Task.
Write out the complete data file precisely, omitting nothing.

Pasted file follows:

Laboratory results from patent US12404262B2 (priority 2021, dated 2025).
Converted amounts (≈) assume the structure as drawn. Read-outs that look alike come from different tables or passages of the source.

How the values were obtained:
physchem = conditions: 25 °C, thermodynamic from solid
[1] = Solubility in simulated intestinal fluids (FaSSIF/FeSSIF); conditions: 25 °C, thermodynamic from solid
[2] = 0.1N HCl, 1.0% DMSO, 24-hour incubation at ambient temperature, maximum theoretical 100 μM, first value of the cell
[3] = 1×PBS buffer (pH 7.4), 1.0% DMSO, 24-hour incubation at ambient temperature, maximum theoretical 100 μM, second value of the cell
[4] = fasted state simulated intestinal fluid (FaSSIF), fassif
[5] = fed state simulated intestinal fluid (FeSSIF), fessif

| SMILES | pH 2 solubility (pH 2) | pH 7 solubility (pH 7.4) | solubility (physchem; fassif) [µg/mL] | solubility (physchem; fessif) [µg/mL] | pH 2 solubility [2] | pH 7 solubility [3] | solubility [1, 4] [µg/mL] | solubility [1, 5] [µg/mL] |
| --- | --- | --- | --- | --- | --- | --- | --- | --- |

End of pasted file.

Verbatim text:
Laboratory results from patent US12404262B2 (priority 2021, dated 2025).
Converted amounts (≈) assume the structure as drawn. Read-outs that look alike come from different tables or passages of the source.

How the values were obtained:
physchem = conditions: 25 °C, thermodynamic from solid
[1] = Solubility in simulated intestinal fluids (FaSSIF/FeSSIF); conditions: 25 °C, thermodynamic from solid
[2] = 0.1N HCl, 1.0% DMSO, 24-hour incubation at ambient temperature, maximum theoretical 100 μM, first value of the cell
[3] = 1×PBS buffer (pH 7.4), 1.0% DMSO, 24-hour incubation at ambient temperature, maximum theoretical 100 μM, second value of the cell
[4] = fasted state simulated intestinal fluid (FaSSIF), fassif
[5] = fed state simulated intestinal fluid (FeSSIF), fessif

| SMILES | pH 2 solubility (pH 2) | pH 7 solubility (pH 7.4) | solubility (physchem; fassif) [µg/mL] | solubility (physchem; fessif) [µg/mL] | pH 2 solubility [2] | pH 7 solubility [3] | solubility [1, 4] [µg/mL] | solubility [1, 5] [µg/mL] |
| --- | --- | --- | --- | --- | --- | --- | --- | --- |